Conversion Factor (aka, a Call to Action)

The ultimate goal of content marketing is to get visitors to convert in some way. Although the highest goal is to create a sale, other conversions that help build a relationship are also desirable.
Make sure that you don’t end a post without telling people what to do next. A few ideas if you’re stuck:

  • Tweet your thoughts at @CompanyTwitterHandle…
  • Get in touch here…
  • Sign up for the email list…

Another way to create a useful conversion factor is by creating Click to Tweet takeaways for especially good statistics or quotes throughout the article (if the client uses WordPress).

Create a Content Upgrade

A content upgrade is a conversion factor that encourages readers to take the next step with a company by creating a compelling reason to sign up for their email newsletter. A content upgrade can take the form of a super simple checklist, ebook, or printable document based on the article’s topic.

Create Preview Text

You’ll consistently get more freelance writing jobs by helping your clients think through every possible element required in a finished post. One often forgotten but incredibly important piece is these various types of preview text, pre-written with your finished article:

  • Meta description: 160 characters or less, a teaser to search engine visitors.
  • Email teaser: ~100 words or so, helping the client tease a new blog post to their email subscribers.
  • Social media copy: Teaser text for social sharing, with call outs for handles of any companies/individuals mentioned in the article to encourage sharing.
  • Headline options: Sometimes one is not enough. Some clients like to see different possibilities. Consider adding a few headline options based on the SEO keywords you’ve identified.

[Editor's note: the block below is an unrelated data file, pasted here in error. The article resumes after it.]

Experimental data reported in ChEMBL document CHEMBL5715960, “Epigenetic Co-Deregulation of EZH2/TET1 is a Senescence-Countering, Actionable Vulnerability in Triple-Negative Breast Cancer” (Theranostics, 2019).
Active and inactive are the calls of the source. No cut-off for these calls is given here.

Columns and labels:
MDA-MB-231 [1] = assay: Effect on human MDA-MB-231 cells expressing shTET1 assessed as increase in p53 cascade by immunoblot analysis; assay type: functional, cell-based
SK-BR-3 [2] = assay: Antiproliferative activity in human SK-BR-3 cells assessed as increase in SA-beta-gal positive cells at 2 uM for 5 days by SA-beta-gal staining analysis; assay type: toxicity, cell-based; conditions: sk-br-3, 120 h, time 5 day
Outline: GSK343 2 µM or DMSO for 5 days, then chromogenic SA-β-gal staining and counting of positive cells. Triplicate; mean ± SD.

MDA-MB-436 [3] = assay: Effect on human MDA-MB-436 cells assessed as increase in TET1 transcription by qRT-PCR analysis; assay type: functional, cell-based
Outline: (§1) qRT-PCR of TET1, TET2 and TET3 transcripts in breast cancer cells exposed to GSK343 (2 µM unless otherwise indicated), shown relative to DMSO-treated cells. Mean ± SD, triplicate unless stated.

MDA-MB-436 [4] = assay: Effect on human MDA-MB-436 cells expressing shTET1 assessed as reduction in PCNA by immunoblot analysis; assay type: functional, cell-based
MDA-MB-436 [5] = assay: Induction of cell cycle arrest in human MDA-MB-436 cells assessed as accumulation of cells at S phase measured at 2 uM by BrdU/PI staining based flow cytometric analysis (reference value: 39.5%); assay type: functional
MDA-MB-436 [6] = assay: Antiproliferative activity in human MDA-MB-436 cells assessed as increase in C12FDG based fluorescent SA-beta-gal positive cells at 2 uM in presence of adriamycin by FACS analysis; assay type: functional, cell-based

Upload Post to Their CMS

This feature is especially useful for a client who wants to be completely hands off when it comes to managing their blog/website and content marketing efforts. It’s reassuring for potential clients to hear that you’re a whiz with WordPress, so show them that you’re the whole package when pitching new freelance writing jobs.
If you’re especially handy with navigating a CMS like WordPress, you can also use this opportunity to pitch a couple of hours of web work as a retainer to help them out with updates. Upsell is a beautiful thing!

Conduct Interviews

Some clients have the material, they just don’t know how to translate it to written content. Offering to facilitate and “translate” interviews into a final piece of content will be very useful for some clients—just make sure you’re charging for the time it takes to coordinate and execute the interview.

Share the Article with Your Social Followers

You’ll only get more freelance writing jobs by pitching this if you have a relevant social audience to complement the client’s brand and industry. If you do, make sure your potential clients know about it. Give numbers regarding followers and other statistics relating to sharing numbers with your pitches.

Be a Good Communicator

This means always keeping the client in the loop. It also means letting an editor know if you’re going to be late in turning in an article—at least a day before it would be due (and never the day of). You’ll get even more freelance writing jobs by never turning in an article late. Remember, your reputation precedes you.


Some clients will ask you to create content without a byline. This can be a great opportunity, but you should certainly charge extra for others to take credit for your writing.

Get More Freelance Writing Jobs

Go above and beyond by adding some of these different pieces that are within your wheelhouse, and that you can provide with confidence. Then, make sure every client and potential client knows how capable you are by sharing your process on your services page. If you need an idea of where to start, here’s mine. By offering so much value, it will be easy to justify paying you accordingly.
What are your tips for getting more freelance writing jobs by going above and beyond? Share your insights in the comments so that we can raise the bar for freelance writers everywhere!